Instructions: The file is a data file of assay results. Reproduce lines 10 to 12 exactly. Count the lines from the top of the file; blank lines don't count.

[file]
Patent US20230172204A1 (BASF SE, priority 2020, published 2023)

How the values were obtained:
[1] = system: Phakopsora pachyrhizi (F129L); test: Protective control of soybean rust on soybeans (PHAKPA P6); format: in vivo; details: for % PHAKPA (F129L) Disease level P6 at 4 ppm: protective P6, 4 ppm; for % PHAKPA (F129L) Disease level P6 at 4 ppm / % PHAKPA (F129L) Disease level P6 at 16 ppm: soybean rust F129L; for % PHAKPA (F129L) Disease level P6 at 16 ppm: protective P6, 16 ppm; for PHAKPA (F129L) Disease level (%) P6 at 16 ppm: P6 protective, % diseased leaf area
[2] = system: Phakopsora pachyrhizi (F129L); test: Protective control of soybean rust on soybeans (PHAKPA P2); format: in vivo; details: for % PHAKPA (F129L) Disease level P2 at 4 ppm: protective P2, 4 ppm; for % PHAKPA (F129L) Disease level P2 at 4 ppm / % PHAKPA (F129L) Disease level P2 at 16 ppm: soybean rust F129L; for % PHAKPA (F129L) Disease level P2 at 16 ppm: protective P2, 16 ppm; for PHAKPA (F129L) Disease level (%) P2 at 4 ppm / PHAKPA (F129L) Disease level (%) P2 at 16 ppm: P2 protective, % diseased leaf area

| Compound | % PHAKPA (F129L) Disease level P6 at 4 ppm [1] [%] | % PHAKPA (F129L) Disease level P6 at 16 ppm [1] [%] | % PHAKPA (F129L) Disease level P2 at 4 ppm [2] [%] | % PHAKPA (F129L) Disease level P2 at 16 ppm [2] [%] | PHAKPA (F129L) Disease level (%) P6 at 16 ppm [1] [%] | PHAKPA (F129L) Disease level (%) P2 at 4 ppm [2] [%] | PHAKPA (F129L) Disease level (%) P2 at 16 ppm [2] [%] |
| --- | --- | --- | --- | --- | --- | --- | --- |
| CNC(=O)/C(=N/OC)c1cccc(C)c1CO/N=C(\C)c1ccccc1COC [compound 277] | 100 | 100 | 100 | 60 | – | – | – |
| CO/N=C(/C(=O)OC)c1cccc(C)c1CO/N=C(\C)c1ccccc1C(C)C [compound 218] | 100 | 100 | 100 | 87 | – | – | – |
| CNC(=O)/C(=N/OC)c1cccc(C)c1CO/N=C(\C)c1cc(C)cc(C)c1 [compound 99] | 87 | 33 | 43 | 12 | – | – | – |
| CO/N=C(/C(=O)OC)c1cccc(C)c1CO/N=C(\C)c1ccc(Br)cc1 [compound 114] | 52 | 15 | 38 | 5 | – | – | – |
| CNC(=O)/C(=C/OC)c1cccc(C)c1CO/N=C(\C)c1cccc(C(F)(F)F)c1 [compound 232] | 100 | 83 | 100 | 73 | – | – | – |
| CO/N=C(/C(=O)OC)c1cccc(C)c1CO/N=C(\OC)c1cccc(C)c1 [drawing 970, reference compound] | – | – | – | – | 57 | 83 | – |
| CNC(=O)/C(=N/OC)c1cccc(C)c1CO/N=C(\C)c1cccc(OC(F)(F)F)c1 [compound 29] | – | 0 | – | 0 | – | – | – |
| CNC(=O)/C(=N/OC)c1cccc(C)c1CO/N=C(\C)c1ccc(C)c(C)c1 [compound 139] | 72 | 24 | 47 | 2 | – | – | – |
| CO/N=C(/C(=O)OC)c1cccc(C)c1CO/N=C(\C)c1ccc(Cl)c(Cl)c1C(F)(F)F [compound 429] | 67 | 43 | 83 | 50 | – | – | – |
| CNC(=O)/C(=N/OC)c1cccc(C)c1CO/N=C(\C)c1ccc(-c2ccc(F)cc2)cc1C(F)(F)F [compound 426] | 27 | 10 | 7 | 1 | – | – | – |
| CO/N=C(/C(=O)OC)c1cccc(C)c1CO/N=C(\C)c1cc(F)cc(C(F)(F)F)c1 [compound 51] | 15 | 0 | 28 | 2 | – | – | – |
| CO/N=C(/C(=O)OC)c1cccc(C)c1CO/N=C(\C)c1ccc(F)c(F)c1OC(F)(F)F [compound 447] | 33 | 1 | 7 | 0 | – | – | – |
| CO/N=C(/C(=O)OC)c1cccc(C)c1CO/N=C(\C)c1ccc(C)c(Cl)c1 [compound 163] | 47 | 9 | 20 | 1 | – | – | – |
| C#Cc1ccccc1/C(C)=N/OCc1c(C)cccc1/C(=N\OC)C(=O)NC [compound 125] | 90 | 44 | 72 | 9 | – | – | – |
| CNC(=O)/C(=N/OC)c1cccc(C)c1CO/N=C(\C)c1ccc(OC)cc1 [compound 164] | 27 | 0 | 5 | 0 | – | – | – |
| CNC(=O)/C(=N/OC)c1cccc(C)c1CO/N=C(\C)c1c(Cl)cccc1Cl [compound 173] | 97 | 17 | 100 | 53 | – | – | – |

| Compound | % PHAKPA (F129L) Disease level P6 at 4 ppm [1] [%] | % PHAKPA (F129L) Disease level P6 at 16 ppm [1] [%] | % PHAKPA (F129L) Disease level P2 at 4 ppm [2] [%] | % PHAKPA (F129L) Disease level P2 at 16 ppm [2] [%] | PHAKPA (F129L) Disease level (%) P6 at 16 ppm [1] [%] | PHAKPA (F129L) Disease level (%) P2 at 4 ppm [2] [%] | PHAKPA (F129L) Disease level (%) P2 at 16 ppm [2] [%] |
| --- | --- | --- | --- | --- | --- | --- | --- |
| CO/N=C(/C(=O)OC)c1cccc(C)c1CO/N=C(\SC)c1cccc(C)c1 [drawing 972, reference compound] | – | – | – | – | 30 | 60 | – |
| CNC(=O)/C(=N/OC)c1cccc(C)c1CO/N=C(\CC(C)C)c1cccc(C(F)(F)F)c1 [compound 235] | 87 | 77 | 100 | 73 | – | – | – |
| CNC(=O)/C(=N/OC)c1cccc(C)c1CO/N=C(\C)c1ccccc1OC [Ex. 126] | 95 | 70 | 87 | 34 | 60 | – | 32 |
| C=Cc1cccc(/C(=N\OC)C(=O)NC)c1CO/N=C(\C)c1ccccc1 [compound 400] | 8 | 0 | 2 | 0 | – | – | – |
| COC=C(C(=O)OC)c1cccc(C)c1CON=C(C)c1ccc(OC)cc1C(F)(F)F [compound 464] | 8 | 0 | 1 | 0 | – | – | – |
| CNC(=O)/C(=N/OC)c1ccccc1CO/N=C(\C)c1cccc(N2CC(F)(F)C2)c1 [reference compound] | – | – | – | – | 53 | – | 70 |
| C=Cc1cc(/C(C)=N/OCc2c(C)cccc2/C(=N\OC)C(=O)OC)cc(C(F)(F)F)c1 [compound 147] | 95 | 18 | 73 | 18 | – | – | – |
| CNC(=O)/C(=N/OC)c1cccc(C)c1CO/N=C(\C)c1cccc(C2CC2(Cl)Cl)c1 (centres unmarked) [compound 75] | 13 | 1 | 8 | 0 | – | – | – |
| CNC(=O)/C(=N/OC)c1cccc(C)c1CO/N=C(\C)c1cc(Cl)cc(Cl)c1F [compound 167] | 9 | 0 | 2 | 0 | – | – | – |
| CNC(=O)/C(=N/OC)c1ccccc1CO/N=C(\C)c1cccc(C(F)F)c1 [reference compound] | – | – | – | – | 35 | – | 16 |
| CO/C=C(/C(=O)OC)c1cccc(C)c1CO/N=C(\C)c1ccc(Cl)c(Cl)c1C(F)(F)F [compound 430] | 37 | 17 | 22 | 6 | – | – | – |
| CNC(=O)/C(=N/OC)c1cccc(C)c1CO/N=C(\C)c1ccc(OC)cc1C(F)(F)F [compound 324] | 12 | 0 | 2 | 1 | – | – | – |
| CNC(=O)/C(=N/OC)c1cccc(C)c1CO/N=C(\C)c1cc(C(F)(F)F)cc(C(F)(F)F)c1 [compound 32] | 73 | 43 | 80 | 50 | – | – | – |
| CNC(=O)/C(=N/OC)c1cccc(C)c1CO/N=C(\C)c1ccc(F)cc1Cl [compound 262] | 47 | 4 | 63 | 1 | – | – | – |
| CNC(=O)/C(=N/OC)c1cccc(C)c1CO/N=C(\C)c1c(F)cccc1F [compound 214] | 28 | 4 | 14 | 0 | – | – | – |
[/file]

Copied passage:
| CO/N=C(/C(=O)OC)c1cccc(C)c1CO/N=C(\C)c1ccc(Br)cc1 [compound 114] | 52 | 15 | 38 | 5 | – | – | – |
| CNC(=O)/C(=C/OC)c1cccc(C)c1CO/N=C(\C)c1cccc(C(F)(F)F)c1 [compound 232] | 100 | 83 | 100 | 73 | – | – | – |
| CO/N=C(/C(=O)OC)c1cccc(C)c1CO/N=C(\OC)c1cccc(C)c1 [drawing 970, reference compound] | – | – | – | – | 57 | 83 | – |